Commissioner of Internal Revenue v. Simmons Gin Co., 43 F.2d 327 (10th Cir. 1930)Annotate this Case
August 11, 1930
COMMISSIONER OF INTERNAL REVENUE
SIMMONS GIN CO.
Circuit Court of Appeals, Tenth Circuit.
Morton Poe Fisher, Sp. Asst. to Atty. Gen. (G. A. Youngquist, Asst. Atty. Gen., Sewall Key, Sp. Asst. to Atty. Gen., and C M. Charest, Gen. Counsel, Bureau of Internal Revenue, and Dean P. Kimball, Sp. Atty., Bureau of Internal Revenue, both of Washington, D. C., on the brief), for petitioner.
Chas. H. Garnett, of Oklahoma City, Okl., for respondent.
Before COTTERAL, PHILLIPS, and McDERMOTT, Circuit Judges.
PHILLIPS, Circuit Judge.
The Commissioner of Internal Revenue assessed deficiencies in income taxes against the Simmons Gin Company for the fiscal years ended April 30, 1923, and April 30, 1924.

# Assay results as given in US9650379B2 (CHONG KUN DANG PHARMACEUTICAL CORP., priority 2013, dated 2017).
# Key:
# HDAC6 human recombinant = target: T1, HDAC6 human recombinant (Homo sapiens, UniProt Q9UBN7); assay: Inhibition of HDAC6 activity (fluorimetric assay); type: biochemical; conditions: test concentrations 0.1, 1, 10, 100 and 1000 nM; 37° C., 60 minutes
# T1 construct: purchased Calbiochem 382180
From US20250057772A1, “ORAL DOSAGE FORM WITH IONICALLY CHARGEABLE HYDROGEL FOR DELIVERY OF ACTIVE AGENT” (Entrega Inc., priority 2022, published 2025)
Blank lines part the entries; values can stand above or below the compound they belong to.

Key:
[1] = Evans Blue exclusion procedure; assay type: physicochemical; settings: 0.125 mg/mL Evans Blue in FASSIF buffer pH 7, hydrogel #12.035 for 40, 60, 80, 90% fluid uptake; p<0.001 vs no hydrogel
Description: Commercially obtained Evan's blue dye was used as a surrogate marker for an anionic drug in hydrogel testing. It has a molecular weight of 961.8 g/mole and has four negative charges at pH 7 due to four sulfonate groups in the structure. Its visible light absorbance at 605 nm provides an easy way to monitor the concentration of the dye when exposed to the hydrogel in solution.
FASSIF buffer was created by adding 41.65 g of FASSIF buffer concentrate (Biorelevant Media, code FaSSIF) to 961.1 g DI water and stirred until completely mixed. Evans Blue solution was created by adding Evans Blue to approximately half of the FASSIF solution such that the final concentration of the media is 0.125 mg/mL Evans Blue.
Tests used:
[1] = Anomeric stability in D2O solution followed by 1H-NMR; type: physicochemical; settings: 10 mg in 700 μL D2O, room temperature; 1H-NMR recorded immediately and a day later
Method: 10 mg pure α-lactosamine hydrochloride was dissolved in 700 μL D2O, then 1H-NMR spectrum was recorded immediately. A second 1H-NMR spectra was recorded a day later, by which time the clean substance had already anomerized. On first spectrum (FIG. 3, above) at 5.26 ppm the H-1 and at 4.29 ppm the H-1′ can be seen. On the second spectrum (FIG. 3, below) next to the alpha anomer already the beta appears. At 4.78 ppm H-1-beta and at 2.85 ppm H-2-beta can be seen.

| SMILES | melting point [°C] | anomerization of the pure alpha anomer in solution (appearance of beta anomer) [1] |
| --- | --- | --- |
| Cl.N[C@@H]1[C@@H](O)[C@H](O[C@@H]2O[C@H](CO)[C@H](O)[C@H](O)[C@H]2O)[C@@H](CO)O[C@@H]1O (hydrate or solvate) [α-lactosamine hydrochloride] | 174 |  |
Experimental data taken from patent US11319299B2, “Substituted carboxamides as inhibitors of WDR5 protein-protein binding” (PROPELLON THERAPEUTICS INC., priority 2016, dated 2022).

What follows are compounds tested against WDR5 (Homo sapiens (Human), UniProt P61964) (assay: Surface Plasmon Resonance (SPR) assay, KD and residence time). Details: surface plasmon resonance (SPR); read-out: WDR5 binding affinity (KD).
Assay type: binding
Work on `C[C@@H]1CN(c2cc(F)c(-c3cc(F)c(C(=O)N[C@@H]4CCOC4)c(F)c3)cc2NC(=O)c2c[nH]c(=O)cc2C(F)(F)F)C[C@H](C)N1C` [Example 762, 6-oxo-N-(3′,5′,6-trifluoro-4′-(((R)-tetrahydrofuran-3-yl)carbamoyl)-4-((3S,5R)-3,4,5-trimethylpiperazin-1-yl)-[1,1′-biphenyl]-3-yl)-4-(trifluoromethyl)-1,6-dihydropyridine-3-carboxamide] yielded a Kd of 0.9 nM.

Prior to August, 1920, the Gin Company purchased a large amount of cotton for cash. It shipped the greater part of such cotton for re-sale to two commission firms in New Orleans. Such commission firms honored drafts for large amounts in favor of the Gin Company, based upon the then market value of the cotton. Beginning in August, 1920, the cotton market declined sharply, leaving *328 the Gin Company insolvent and owing the commission firms sums greatly in excess of the value of such cotton held by such firms as collateral. All of the creditors of the Gin Company, except two fully secured creditors having claims of $10,000 and $3,000 and certain small creditors having claims in the total amount of $1,138.50, entered into an agreement with the Gin Company on July 1, 1921, whereby, in consideration of the Gin Company executing and securing by first mortgage on its assets, and its stockholders endorsing, notes to each creditor for a total of one-half of the amount of such creditor's indebtedness, payable in equal amounts in one, two, three and four years after such date, such creditors agreed to relinquish and cancel the other one-half of the indebtedness owing to them by the Gin Company. This agreement was carried out and resulted in the forgiveness of indebtedness aggregating $119,927.24. The Commissioner included this amount as income in computing the Gin Company's net income for the fiscal year ended April 30, 1922. As a result of this inclusion in the Gin Company's income, the net loss reported by that company on its income tax return for that year was eliminated and a net income of $6,348.14 was disclosed. By reason of this change, there was no net loss for the fiscal year ended April 30, 1922, to be applied under section 204 of the Revenue Act of 1921 (42 Stat. 231) and section 206 of the Revenue Act of 1924 (26 USCA § 937), in reduction of the net income for the fiscal years ended April 30, 1923, and April 30, 1924, as had been claimed by the Gin Company in its returns for such fiscal years. Hence the deficiencies.